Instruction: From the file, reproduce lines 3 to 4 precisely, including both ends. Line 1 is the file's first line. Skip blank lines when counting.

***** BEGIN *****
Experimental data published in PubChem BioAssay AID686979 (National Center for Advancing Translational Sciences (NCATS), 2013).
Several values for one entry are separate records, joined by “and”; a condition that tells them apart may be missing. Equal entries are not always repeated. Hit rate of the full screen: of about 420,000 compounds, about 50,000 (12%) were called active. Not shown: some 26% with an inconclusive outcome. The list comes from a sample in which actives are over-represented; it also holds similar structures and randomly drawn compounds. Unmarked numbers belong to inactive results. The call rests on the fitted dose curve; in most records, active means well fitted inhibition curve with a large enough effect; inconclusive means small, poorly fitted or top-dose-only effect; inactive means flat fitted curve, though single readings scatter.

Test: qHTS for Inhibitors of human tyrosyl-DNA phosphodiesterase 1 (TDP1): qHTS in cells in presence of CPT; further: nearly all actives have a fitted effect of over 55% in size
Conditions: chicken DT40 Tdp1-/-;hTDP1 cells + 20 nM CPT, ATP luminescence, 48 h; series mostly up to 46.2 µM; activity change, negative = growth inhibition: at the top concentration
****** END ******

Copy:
Test: qHTS for Inhibitors of human tyrosyl-DNA phosphodiesterase 1 (TDP1): qHTS in cells in presence of CPT; further: nearly all actives have a fitted effect of over 55% in size
Conditions: chicken DT40 Tdp1-/-;hTDP1 cells + 20 nM CPT, ATP luminescence, 48 h; series mostly up to 46.2 µM; activity change, negative = growth inhibition: at the top concentration